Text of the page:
It's a common practice to highlight an element on hover state. By highlighting it, I obviously mean making it more visible than other elements.

But lately, I've witnessed the opposite trend on a couple of websites : Opacity is set to 0.5 or less on hover, which makes the hovered element less visible instead.

To me, this is nothing but a bad practice.

Or is it a new trend backed by some well known data that I'm unaware of?

  • 2
    Can you add some screenshots / example links? How a designer plays with opacity has a lot to do with the entire feel of the site. Also, there are many ways to accomplish distinction. Some sites emboss, some engrave, some add boxed border. It all boils down to the overall design language the site adopts. There are no generic answers here. – Sol Mar 13 '15 at 4:29
  • Sorry, no screenshots available. Also, I'm specifically talking about lowering the visibility of an element, not changing it's appearance. – majimekun Mar 13 '15 at 4:30

The purpose of the hover state is to give visual feedback to the user highlighting an interaction opportunity, which does not necessarily require a visual highlighting.

While it has commonly been implemented in a way where a solid and prominent color was lightened on hover, this is not the only valid use. The appropriate use will depend on the context and other interaction elements in view and their relationship.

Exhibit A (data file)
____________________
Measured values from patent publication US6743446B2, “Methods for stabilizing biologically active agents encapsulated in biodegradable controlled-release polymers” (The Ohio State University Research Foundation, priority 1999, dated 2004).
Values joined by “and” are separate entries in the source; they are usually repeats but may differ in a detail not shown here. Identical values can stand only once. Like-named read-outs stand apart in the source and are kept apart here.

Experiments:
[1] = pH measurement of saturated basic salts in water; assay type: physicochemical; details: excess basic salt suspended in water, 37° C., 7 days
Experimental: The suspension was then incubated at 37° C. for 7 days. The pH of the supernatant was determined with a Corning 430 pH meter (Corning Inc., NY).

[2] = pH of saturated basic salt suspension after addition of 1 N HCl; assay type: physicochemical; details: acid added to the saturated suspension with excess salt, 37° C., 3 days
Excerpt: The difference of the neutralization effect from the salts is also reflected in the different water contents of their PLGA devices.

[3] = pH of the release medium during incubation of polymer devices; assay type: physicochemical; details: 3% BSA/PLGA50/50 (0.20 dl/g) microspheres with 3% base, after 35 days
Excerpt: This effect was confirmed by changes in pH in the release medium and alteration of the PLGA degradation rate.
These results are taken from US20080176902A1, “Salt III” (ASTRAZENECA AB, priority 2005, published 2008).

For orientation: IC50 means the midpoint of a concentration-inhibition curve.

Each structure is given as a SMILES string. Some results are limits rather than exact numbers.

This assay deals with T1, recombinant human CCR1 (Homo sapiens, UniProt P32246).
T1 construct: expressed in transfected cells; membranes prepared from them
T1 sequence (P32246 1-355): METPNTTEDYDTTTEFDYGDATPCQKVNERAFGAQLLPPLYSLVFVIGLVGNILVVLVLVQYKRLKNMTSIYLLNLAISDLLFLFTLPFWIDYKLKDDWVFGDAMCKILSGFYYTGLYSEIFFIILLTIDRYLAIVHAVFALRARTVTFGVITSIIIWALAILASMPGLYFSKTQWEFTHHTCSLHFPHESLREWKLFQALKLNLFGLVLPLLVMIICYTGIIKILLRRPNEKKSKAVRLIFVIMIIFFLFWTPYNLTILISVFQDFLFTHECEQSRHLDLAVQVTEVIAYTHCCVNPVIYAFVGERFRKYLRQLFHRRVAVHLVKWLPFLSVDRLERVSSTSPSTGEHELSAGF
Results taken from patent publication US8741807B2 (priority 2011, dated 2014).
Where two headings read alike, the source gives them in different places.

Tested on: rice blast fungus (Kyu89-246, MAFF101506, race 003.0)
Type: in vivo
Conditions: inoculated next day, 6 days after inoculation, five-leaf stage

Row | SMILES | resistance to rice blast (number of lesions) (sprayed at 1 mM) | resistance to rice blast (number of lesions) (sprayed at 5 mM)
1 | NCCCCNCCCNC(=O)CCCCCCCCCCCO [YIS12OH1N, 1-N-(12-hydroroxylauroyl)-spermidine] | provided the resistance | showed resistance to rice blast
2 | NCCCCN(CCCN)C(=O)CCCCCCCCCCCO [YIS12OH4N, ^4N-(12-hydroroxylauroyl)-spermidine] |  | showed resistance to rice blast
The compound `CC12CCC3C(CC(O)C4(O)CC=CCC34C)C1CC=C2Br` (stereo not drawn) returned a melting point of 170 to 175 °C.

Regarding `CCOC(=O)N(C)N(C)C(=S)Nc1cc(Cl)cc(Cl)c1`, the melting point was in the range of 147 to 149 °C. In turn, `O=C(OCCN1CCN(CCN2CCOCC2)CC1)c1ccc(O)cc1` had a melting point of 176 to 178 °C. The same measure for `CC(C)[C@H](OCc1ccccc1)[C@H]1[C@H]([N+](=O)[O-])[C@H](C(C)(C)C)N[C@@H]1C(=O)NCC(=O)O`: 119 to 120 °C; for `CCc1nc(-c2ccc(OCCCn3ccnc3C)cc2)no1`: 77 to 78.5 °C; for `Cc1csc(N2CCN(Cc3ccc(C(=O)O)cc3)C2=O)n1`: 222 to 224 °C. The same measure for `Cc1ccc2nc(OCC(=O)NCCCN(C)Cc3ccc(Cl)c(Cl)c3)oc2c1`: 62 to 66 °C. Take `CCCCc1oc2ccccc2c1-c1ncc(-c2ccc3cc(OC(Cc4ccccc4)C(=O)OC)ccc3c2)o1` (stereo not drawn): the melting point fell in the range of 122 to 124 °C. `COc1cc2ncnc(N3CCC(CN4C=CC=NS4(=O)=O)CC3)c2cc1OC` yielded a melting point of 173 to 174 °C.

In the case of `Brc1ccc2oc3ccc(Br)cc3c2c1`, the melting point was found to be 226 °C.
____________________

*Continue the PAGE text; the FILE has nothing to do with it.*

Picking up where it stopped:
• I agree with your first paragraph. But that being said, making an element semi-transparent already has a well understood meanings in the UI vocabulary : disabled OR already read. That's what the users expect. So, using this method on hover when, as you said, other (and obviously more appropriate) methods exist isn't right in my opinion. – majimekun Mar 16 '15 at 15:56

Which of these things is not like the other?

I tried lowering the opacity to 50% to see how it looked and without the context of the mouse cursor this could be interpreted as a disabled button.

enter image description here

With the context of the mouse cursor, however, I really don't think users would get confused.

On the other hand, highlighting the button feels more inviting and has less of a chance that a user interprets the button as unavailable (even without the cursor)

enter image description here

  • Really useful CodePen share. Personally, with hover the two feel semantically similar. You also have to consider that there might also be an 'active' (or selected) state, for which the highlight might be reserved; still doesn't stop anyone from making the hover opacity between that of an active and non-active state. – Izhaki Mar 13 '15 at 21:40
  • 1
    DaveAlger : "more inviting" is a very good wording. Because that's what the hover state is all about : not already clicked but needs and extra "invitation" in order to be clicked. Semi transparency doesn't do that. But highlight does it perfectly. – majimekun Mar 16 '15 at 16:02

I see your point – but I'll try to explain in two paragraphs why I think it's not 'bad practice' at all, while personally I also dislike this effect.

  • Trying to imaging the opposite approach: every element has an oppacity <1 and only the 'highlighted' element has an oppacity =1 does not feel 'right' or 'better'